The AG2r-La Mondiale rider attacked twice in the final climb, a brutal two-kilometre ascent at an average gradient of 6.
9 percent, and countered overall leader Chris Froome less than one-km from the line.
The 27-year-old Vuillermoz beat Ireland’s Dan Martin (Cannondale-Garmin) by five seconds while Spain’s Alejandro Valverde (Movistar) was 10 seconds behind in third place after a 181.5-km ride from Rennes.
“I really wanted to go for the stage win today, it was all or nothing,” Vuillermoz, a former mountain biker, told reporters.
Team Sky’s Froome, the 2013 champion, still leads Slovakian Peter Sagan (Tinkoff-Saxo) by 11 seconds and American Tejay van Garderen (BMC Racing) by 13 in the general classification.
“That was a tough climb, but my team mates did a great job in bringing me to the front, I was in the best position,” said Briton Froome, who once he realised Vuillermoz was gone focused on keeping pace with his rivals.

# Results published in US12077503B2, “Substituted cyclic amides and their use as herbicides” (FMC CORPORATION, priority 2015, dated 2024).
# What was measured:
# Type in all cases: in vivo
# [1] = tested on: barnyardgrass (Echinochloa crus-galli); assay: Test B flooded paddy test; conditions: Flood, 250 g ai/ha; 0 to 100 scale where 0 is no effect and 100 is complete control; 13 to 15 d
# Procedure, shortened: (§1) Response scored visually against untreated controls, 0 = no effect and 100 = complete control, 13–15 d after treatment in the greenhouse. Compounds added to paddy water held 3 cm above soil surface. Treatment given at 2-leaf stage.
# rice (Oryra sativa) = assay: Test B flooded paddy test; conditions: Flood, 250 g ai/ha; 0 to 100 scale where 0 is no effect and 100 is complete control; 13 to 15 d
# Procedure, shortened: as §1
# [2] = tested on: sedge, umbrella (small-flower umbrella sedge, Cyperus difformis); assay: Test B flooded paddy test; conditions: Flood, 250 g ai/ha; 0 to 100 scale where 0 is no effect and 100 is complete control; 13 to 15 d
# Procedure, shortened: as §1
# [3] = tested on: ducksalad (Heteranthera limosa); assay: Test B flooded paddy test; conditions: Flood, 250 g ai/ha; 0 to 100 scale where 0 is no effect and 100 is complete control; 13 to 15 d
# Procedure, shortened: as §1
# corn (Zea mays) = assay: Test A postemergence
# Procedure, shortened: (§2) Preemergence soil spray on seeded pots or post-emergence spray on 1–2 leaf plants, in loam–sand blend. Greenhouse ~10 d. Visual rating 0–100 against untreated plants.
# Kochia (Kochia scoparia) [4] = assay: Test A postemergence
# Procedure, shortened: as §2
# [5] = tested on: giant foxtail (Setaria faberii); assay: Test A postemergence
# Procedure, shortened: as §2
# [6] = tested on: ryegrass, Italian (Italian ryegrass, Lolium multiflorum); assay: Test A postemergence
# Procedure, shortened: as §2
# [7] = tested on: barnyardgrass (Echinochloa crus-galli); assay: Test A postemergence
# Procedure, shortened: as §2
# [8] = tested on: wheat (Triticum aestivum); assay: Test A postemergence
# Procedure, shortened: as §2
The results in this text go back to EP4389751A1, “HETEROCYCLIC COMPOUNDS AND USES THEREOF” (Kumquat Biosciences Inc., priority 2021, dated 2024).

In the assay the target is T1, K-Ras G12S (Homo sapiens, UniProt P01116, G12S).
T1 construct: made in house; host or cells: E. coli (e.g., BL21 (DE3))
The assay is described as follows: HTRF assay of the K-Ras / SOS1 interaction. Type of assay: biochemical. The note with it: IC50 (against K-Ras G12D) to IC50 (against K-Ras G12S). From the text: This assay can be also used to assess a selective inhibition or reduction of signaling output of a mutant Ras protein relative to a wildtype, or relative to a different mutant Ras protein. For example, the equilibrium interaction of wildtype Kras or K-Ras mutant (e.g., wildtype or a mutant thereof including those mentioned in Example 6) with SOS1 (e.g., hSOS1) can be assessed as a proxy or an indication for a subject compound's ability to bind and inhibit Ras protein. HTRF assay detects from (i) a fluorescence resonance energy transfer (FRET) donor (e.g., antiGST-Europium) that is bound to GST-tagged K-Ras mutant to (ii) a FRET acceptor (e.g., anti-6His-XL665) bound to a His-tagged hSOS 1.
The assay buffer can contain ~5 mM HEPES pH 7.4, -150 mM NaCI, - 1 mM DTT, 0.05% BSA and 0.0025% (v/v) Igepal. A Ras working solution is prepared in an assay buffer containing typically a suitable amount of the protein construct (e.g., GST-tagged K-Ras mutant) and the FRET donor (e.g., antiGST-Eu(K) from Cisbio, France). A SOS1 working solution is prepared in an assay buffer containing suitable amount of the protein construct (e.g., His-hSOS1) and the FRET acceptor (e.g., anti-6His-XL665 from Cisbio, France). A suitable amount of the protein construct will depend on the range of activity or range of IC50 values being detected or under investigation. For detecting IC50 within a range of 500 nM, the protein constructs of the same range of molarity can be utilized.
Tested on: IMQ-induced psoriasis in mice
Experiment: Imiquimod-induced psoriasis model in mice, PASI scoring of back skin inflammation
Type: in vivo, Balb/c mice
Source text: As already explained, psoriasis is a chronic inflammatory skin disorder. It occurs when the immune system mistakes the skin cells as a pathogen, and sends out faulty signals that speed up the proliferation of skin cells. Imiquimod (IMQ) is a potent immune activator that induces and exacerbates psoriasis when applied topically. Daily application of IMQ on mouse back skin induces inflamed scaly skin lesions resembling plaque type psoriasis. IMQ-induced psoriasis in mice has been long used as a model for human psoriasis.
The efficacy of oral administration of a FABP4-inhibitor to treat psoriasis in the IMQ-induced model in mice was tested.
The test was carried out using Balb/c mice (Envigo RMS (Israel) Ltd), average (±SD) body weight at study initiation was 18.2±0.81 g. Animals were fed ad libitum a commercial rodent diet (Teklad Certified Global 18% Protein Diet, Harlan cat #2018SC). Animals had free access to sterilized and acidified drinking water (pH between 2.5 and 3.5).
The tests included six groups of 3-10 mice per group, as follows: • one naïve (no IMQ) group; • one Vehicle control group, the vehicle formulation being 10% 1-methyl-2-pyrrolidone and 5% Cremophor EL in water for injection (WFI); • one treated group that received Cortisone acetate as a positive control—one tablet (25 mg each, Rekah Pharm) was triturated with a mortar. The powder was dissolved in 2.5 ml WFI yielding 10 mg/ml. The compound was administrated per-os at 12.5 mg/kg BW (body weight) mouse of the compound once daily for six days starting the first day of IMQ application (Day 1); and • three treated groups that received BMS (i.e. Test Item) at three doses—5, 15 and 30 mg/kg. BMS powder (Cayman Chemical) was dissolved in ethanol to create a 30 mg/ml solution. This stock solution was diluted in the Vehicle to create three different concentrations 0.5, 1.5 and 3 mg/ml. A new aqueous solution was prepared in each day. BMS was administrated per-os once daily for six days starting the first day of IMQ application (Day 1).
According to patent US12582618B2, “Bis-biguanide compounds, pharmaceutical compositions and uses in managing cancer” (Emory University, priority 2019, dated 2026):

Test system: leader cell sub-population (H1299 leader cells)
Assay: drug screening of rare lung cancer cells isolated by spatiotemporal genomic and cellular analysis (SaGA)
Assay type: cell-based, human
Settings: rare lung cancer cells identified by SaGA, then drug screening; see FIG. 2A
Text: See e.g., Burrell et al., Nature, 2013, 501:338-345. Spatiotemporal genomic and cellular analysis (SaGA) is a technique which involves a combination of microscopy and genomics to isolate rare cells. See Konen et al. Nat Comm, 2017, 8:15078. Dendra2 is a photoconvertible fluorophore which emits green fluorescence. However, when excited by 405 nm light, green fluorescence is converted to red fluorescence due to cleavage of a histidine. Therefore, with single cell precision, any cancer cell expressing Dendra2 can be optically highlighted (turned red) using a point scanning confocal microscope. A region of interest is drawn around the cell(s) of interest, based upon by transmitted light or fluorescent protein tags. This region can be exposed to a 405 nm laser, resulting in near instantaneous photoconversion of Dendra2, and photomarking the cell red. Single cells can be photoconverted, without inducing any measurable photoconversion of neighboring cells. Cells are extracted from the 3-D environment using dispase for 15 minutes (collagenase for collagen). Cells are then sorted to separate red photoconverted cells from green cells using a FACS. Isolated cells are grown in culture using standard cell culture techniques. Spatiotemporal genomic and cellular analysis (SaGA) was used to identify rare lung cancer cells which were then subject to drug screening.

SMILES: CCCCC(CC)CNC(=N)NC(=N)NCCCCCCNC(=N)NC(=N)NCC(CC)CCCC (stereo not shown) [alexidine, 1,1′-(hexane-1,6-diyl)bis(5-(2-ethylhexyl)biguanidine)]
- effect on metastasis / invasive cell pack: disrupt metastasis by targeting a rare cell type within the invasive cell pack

Defending champion Vincenzo Nibali of Astana lost 10 seconds to the other members of the Big Four (Froome, Spain’s Alberto Contador and Colombian Nairo Quintana).
“I was very surprised to hear that, especially with the cross headwind that made it easier to stay in the wheels,” Froome told a news conference.
Contador is seventh, 36 seconds behind Froome. Nibali is 13th, 1:48 off the pace with Quintana in 16th place, 1:56 adrift.
Inside the final kilometre, Froome upped the pace in typical fashion, glued to his saddle with his head bent down, but Vuillermoz hit back, suggesting he could be tough to handle in the mountains.
Vuillermoz, who took 11th place overall in the Giro d’Italia in 2014 in his second year as a professional, is supposed to ride in support of team mates Jean-Christophe Peraud and Romain Bardet, second and sixth overall in last year’s Tour.
Sunday’s ninth stage is a 28-km team time trial before the first rest day of the three-week race, which then heads to the mountains.
“In the Pyrenees the race for the yellow jersey will really start,” said Froome.
German Andre Greipel (Lotto-Soudal) lost the green jersey for the points classification to Sagan, who was fourth on the day.
Eritrea’s Daniel Teklehaimanot (MTN-Qhubeka) retained the polka dot jersey for the mountains classification, which he can expect to lose in the Pyrenees where the top climbers will start their battle.
(Reporting by Julien Pretot; Editing by Ken Ferris/Mark Meadows)